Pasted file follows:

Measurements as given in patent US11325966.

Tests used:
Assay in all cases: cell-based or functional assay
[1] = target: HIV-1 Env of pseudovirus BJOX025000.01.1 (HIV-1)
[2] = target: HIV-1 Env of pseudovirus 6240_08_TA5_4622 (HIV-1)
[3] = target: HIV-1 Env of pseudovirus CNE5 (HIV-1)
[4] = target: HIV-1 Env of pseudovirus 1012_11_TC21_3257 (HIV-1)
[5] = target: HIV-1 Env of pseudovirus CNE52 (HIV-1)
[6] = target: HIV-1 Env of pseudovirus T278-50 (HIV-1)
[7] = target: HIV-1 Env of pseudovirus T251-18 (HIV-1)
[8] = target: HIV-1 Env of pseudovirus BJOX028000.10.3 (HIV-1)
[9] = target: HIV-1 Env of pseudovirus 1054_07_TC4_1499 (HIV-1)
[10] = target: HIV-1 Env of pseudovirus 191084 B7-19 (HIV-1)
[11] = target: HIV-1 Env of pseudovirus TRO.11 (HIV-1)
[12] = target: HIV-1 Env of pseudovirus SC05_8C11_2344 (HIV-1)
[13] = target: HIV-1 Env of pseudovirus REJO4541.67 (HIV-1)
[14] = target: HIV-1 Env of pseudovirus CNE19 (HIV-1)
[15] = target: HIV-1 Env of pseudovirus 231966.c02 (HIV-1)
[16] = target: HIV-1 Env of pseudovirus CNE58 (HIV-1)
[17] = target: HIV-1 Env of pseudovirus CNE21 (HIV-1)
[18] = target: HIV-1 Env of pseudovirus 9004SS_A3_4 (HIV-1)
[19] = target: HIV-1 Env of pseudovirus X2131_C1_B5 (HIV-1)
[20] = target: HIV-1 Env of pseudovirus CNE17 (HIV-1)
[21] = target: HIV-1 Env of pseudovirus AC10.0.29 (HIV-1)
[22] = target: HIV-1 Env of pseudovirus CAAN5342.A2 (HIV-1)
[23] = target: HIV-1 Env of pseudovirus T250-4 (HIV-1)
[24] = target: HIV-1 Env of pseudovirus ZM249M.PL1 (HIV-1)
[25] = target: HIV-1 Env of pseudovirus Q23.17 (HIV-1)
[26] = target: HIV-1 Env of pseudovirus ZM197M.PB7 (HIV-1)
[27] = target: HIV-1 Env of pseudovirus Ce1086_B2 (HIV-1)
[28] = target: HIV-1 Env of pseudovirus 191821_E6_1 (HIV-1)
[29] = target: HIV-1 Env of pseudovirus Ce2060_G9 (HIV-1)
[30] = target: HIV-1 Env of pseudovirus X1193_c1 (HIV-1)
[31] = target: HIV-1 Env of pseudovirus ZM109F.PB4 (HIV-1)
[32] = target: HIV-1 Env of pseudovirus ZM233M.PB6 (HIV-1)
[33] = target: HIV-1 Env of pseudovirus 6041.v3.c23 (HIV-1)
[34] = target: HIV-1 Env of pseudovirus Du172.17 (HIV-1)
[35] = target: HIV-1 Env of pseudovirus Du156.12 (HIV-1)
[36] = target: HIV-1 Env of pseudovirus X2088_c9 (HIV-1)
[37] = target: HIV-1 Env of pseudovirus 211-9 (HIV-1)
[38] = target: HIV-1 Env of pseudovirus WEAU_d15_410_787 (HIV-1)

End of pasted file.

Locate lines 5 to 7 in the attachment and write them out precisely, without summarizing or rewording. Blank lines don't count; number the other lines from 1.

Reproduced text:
[2] = target: HIV-1 Env of pseudovirus 6240_08_TA5_4622 (HIV-1)
[3] = target: HIV-1 Env of pseudovirus CNE5 (HIV-1)
[4] = target: HIV-1 Env of pseudovirus 1012_11_TC21_3257 (HIV-1)